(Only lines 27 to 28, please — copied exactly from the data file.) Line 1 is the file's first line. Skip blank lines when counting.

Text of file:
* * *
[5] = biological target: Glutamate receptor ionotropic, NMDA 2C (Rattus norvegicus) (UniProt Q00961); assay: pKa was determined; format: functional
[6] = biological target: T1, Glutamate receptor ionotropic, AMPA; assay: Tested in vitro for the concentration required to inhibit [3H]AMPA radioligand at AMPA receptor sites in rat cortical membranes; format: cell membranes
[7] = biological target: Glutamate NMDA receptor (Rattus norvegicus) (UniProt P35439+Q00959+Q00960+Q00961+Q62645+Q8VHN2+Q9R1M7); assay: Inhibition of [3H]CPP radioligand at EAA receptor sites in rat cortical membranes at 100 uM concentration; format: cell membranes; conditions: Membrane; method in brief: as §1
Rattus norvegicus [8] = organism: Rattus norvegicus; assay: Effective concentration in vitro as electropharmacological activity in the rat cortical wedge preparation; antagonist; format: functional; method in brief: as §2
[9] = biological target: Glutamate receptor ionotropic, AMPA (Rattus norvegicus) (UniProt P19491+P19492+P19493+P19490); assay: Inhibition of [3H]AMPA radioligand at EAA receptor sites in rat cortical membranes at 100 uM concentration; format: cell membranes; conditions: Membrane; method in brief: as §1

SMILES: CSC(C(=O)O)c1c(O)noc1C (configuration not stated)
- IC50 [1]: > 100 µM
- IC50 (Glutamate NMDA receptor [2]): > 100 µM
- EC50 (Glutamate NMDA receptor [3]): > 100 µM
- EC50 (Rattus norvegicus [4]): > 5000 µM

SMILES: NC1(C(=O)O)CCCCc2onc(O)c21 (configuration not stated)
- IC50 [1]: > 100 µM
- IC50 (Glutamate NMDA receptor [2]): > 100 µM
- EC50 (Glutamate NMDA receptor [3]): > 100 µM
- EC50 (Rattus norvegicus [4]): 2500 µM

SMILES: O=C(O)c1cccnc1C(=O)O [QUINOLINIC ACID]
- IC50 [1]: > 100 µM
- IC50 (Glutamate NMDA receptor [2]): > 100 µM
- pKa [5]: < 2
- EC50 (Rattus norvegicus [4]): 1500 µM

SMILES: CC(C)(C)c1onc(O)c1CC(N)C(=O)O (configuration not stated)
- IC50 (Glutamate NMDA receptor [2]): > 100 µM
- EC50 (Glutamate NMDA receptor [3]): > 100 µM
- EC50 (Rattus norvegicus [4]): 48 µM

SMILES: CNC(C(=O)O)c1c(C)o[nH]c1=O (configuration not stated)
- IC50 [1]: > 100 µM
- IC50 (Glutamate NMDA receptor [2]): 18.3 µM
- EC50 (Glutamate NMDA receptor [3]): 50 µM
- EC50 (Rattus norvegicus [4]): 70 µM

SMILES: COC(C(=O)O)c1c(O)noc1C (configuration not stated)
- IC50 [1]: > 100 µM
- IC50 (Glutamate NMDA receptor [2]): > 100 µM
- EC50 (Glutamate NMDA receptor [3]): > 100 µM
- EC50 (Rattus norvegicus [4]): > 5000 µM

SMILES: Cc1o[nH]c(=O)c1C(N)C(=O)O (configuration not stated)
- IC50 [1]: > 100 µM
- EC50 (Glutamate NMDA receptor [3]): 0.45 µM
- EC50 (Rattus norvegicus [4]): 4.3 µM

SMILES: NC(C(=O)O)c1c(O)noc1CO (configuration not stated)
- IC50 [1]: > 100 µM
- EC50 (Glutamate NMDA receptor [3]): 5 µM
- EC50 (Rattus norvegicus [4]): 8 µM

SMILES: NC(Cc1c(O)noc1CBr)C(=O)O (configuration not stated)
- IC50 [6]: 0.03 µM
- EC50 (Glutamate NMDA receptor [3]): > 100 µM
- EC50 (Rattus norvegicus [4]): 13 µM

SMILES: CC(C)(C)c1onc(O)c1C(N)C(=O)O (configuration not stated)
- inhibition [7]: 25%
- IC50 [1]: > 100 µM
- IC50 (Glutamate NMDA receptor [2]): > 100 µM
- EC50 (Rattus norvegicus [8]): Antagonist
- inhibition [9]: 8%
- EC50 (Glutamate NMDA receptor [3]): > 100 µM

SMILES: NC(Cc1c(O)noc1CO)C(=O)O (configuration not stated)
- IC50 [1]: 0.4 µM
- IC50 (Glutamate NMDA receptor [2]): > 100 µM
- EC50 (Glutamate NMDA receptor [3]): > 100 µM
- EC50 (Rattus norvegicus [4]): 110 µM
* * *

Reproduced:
- IC50 (Glutamate NMDA receptor [2]): 18.3 µM
- EC50 (Glutamate NMDA receptor [3]): 50 µM